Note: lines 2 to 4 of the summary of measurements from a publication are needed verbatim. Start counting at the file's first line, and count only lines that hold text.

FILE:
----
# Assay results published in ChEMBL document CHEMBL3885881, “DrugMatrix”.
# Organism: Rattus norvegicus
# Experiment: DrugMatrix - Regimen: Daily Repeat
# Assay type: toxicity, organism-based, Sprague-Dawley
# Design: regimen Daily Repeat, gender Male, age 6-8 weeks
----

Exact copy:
# Organism: Rattus norvegicus
# Experiment: DrugMatrix - Regimen: Daily Repeat
# Assay type: toxicity, organism-based, Sprague-Dawley